“The scientific evidence is irrefutable: chronic sleep loss and disruption in circadian rhythms associated with early high school start times are associated with negative consequences including poor academic performance, increased sport-related injuries, and potential long-term increases in cardiovascular and metabolic (i.e., type 2 diabetes) health risks. We know that delaying high school start times increases total sleep time and positively impacts academic achievement and school attendance. There are also documented mental and physical health benefits for students that include reductions in rates of depression and fewer drowsy driving crashes,” stated Judith Owens, Director of Sleep Medicine at Children’s National, and an internationally recognized authority on children and sleep.

A key component of the Children’s National team’s involvement will be to inform, actively engage, and gather input from everyone potentially impacted by this change, from students and families to teachers, coaches, after-school program directors, and community organizations, as part of the planning process. Danny Lewin, associate director of Sleep Medicine at Children’s National, sleep researcher, and clinician, added, “In developing a set of best fit scenarios, including the potential impact on busing and transportation, an important goal is to minimize cost and disruption to the community.”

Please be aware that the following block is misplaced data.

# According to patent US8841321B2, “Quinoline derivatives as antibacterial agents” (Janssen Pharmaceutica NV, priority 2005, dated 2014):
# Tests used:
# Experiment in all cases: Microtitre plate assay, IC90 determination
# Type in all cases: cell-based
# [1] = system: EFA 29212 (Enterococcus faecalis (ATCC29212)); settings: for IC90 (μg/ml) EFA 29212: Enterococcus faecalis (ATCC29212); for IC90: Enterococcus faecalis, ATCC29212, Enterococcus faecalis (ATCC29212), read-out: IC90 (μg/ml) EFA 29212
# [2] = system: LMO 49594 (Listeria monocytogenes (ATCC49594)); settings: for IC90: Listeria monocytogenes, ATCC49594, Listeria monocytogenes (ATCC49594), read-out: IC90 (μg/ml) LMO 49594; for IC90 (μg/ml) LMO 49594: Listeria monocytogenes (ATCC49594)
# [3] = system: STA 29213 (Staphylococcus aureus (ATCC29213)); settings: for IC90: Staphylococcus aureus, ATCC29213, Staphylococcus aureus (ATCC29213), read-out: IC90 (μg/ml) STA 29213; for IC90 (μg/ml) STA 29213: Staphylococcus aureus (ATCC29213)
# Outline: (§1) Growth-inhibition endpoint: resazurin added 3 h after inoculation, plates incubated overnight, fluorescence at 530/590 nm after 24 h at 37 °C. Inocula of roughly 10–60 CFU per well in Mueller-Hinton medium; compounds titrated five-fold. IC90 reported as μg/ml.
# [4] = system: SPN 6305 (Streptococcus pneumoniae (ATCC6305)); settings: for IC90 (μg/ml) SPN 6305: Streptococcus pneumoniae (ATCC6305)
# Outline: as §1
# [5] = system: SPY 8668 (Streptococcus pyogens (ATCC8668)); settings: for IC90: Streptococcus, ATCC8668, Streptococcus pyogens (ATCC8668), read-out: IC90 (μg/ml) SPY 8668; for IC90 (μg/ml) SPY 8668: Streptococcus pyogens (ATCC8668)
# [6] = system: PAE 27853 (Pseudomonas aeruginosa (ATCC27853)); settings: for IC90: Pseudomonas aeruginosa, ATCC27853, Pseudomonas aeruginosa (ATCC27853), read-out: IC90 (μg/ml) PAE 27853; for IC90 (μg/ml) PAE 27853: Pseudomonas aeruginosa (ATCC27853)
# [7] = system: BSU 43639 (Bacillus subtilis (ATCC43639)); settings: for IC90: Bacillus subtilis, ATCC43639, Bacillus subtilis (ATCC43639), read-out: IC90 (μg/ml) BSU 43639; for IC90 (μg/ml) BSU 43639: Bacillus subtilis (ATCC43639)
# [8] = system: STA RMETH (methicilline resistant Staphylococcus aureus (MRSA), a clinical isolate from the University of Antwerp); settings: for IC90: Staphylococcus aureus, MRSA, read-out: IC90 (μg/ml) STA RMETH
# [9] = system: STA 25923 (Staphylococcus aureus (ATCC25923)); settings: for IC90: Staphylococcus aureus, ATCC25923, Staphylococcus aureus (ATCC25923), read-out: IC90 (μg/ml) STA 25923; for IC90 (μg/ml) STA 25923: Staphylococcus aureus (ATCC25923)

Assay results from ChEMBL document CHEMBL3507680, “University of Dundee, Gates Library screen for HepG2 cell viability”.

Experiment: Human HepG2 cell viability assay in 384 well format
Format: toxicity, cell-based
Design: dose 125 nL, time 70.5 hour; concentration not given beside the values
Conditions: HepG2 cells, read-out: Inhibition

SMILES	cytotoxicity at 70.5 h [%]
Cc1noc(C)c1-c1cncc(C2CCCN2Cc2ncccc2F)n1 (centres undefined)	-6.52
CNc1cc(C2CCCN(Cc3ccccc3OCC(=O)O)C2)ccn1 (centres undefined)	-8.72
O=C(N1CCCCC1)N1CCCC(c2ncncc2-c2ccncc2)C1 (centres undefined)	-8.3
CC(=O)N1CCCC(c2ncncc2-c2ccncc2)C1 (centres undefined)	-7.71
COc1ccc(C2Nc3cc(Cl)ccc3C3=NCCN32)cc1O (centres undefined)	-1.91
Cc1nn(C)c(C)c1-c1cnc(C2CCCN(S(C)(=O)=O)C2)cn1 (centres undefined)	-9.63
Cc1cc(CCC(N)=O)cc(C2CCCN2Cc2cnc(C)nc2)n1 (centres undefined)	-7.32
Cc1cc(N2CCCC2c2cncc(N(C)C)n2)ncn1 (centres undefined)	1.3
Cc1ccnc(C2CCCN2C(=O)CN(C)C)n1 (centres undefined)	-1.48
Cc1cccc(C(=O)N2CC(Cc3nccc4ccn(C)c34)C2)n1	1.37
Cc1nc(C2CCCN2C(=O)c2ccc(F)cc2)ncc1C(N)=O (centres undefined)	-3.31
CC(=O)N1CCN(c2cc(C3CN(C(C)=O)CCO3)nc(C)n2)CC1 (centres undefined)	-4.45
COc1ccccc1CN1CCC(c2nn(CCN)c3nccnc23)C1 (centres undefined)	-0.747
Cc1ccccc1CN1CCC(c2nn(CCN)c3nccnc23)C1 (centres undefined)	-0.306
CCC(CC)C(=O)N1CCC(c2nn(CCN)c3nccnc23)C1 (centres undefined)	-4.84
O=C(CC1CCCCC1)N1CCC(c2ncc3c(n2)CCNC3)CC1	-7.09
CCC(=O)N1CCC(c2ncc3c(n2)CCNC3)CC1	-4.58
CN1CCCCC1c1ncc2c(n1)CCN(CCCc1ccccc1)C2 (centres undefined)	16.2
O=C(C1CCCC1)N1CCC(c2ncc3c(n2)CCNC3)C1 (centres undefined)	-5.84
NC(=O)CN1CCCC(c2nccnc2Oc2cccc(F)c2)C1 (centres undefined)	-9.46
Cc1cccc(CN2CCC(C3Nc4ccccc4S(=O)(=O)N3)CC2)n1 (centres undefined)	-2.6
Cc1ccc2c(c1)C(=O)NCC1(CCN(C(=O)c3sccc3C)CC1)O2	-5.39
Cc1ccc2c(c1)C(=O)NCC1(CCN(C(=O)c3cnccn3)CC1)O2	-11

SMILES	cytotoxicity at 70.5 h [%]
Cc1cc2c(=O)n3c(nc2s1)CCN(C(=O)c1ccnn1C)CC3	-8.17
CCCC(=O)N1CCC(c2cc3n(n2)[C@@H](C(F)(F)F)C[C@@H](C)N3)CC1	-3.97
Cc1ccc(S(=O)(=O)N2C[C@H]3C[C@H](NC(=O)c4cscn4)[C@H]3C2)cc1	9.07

Surveys conducted in Fairfax County Public Schools have found that high school students are not receiving the appropriate amount of sleep to function at their best. In 2011, a survey of 8th, 10th and 12th grade students in Fairfax County found that two-thirds of students reported sleeping seven hours or less on an average school night, two hours or more short of the recommended 8.5 to 9.5 hours needed per night. In addition, 73 percent of 10th graders and 84 percent of 12th graders in FCPS were routinely getting less than seven hours of sleep on school nights and 17 percent and 26 percent of 10th and 12th grade students reported less than five hours of sleep per night, respectively.

Children’s National has an elite Sleep Medicine program, including four board-certified sleep medicine specialists. Children’s Pediatric Sleep Medicine Program is the only comprehensive sleep center in the Washington, DC area exclusively designed for children and adolescents.

Fairfax County School Board adopts budget while failing to reform the elementary school schedule